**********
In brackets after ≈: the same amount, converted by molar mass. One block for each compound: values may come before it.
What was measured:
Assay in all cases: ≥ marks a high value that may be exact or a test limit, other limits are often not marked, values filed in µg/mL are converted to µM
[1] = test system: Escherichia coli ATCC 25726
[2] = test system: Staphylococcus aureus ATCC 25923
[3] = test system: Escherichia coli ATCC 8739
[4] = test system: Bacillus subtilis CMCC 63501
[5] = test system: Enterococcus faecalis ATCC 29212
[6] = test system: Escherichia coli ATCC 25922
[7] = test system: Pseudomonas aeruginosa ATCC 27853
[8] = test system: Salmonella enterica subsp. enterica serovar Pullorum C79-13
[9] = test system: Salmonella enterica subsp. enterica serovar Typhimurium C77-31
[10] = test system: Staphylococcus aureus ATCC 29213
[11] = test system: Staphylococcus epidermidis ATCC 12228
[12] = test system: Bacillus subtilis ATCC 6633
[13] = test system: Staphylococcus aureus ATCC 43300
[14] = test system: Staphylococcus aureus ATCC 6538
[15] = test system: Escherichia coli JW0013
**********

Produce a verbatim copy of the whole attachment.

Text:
In brackets after ≈: the same amount, converted by molar mass. One block for each compound: values may come before it.
What was measured:
Assay in all cases: ≥ marks a high value that may be exact or a test limit, other limits are often not marked, values filed in µg/mL are converted to µM
[1] = test system: Escherichia coli ATCC 25726
[2] = test system: Staphylococcus aureus ATCC 25923
[3] = test system: Escherichia coli ATCC 8739
[4] = test system: Bacillus subtilis CMCC 63501
[5] = test system: Enterococcus faecalis ATCC 29212
[6] = test system: Escherichia coli ATCC 25922
[7] = test system: Pseudomonas aeruginosa ATCC 27853
[8] = test system: Salmonella enterica subsp. enterica serovar Pullorum C79-13
[9] = test system: Salmonella enterica subsp. enterica serovar Typhimurium C77-31
[10] = test system: Staphylococcus aureus ATCC 29213
[11] = test system: Staphylococcus epidermidis ATCC 12228
[12] = test system: Bacillus subtilis ATCC 6633
[13] = test system: Staphylococcus aureus ATCC 43300
[14] = test system: Staphylococcus aureus ATCC 6538
[15] = test system: Escherichia coli JW0013